For the first time in my life, I can unashamedly admit to family, to friends, and to myself, that I am broken. But please, hold the applause. I don’t revel in this reality, and I don’t bare my battle scars to garner attention or elicit sympathy from loved ones and strangers. I have lived in suffocating silence for so long now — suppressing my inner demons and furiously swallowing my emotions in a desperate attempt to convince myself, and others, that I was just like everyone else. But at 22 years old, I have finally decided that I wanted people — especially those in my life for whom I care so deeply — to know the truth.
Let me be clear that the exposition of my brokenness was not something I had thoughtfully anticipated or planned. In fact, over the past eight years, I have fostered a unique fondness for my cage. My silence had become a safe space where I could readily retreat when I felt people getting too close, too comfortable with me. In a very strange way, I had fallen in love with my brokenness. It was something to depend on, and although it tormented me day and night, like a drug addict desperately craving their next hit, I felt I needed it to survive.
Then one day, a friend asked me how I would describe myself. We weren’t best friends, but we had spent enough time together for her to recognize that there was more to me and my story than the vestiges of truth I occasionally offered. I knew it all too well. My sarcastic deflections were on point, but like all the others in my life who had come and gone, she needed more from me than witty mockery, monosyllabic self-deprecation, and random bouts of hyperbolic insanity. Well, dammit. Here I was once again at the emotional crossroads of my life.
On the one hand, I wanted to run–retract back into my locked cage of heartache and reticence and throw away the key. On the other, however, I felt a growing compulsion to purge the secrets of my shattered soul, and resolve the mounting schism between my head and my heart. Suddenly, and without warning, the floodgates of my heart opened when I answered with one of my favorite quotes from Elizabeth Wurtzel:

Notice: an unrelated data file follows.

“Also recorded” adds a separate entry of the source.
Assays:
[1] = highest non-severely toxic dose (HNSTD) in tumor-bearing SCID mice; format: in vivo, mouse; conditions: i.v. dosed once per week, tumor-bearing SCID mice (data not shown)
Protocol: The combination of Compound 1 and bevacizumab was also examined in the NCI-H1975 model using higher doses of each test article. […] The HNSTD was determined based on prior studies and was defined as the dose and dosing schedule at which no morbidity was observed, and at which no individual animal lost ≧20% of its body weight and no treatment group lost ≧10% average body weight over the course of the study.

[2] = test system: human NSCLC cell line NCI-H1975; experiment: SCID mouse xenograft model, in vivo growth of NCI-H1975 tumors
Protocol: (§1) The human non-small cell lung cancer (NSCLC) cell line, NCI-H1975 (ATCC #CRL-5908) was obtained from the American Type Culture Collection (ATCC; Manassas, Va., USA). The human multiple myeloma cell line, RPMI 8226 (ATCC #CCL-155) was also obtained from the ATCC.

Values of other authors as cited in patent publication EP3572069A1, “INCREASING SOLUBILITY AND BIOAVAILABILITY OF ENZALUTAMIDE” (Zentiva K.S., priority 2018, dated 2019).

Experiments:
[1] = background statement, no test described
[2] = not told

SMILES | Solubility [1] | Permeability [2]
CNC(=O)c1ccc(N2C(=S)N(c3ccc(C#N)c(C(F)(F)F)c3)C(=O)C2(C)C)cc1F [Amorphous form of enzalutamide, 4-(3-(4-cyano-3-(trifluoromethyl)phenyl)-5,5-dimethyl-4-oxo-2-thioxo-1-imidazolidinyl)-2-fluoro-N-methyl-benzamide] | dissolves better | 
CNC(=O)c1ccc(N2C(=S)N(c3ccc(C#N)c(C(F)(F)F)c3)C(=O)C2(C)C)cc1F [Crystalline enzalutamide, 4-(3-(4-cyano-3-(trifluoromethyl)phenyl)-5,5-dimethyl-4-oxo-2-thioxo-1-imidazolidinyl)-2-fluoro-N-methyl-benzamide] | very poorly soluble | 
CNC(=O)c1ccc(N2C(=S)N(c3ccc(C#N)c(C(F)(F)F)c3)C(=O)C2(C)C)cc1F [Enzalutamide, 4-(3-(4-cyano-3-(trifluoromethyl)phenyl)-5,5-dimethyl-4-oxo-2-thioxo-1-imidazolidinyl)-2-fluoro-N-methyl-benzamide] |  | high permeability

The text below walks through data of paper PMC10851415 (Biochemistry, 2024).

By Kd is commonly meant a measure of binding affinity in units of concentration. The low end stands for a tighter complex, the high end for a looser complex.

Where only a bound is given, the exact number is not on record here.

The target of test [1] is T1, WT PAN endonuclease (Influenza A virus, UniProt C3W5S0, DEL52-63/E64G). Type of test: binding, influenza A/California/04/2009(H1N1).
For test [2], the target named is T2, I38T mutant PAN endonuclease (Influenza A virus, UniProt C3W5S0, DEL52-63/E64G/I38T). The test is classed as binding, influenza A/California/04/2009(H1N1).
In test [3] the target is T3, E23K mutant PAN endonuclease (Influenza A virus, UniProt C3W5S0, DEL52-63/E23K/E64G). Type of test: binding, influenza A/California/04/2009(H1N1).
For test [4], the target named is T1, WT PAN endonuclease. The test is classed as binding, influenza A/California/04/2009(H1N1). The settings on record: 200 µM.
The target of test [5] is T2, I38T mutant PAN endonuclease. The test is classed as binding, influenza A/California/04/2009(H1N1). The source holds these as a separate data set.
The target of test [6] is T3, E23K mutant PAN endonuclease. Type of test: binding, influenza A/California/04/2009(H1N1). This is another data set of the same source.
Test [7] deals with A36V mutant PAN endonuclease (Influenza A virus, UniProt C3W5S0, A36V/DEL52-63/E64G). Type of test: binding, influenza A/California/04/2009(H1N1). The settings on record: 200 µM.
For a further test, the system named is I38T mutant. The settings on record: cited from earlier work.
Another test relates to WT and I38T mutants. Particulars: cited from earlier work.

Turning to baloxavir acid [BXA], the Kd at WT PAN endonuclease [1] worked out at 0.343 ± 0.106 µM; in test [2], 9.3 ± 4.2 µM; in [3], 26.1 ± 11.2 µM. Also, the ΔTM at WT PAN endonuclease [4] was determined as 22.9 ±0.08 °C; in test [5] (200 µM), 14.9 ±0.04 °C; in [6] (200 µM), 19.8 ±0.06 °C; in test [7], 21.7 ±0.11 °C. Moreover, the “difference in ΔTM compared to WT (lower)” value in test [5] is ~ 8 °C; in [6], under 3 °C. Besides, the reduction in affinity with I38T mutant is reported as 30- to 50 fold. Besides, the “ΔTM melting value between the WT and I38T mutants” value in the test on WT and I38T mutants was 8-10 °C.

I mean, if you were to find a shattered mirror, find all the pieces, all the shards and all the tiny chips, and have whatever skills and patience it took to put all that broken glass back together so that it was complete once again, the restored mirror would still be spiderwebbed with cracks, it would still be a useless glued version of its former self, which could show only fragmented reflections of anyone looking into it. Some things are beyond repair. And that was me.
Abort mission, ABORT.
At one point during my emotional tirade, I began to cry — though I don’t remember when. I stood there, completely ashamed, exposed, and humiliated. All I could feel in that moment were my hands shaking, my voice trembling, and the broken pieces of my heart crashing to the floor while my friend stared at me with stoic composure. After what felt like an eternity of vulnerability, she stood up, hugged me, and whispered, “thank you.” My relief was immense, and for the first time, I was not ashamed to be broken. To this day, I don’t know if she truly recognizes the gravity of her words and actions. I can only hope that when I say “thank you” for whatever warrants such a response, she understands that it is more than just a pleasantry. That it is an acknowledgment of, and testament to, the way her unceasing love and acceptance unequivocally saved my life.
Of course, there are still times when I am hesitant to reveal the real me. My personal insecurities continue to eat at me, and my urge to push people away – to save them from everything that I am–is at times overwhelming and unbearable. When you are broken, channeling strength and finding acceptance every day is a battle: a battle between head and heart, isolation and inclusion, and concealment and confession. Importantly, however, every day is also a healing process. Every time I acknowledge my brokenness — whether through posting a quote, sharing a story, or writing a blog — I get a little bit stronger.
The reality is I will be broken forever, and I know that because I carry the tangible scars in my heart, willingly. However, it is my ability to acknowledge it, accept it, and live in spite of it, that makes me truly captivating.
My brokenness makes me beautiful. My honesty makes me strong.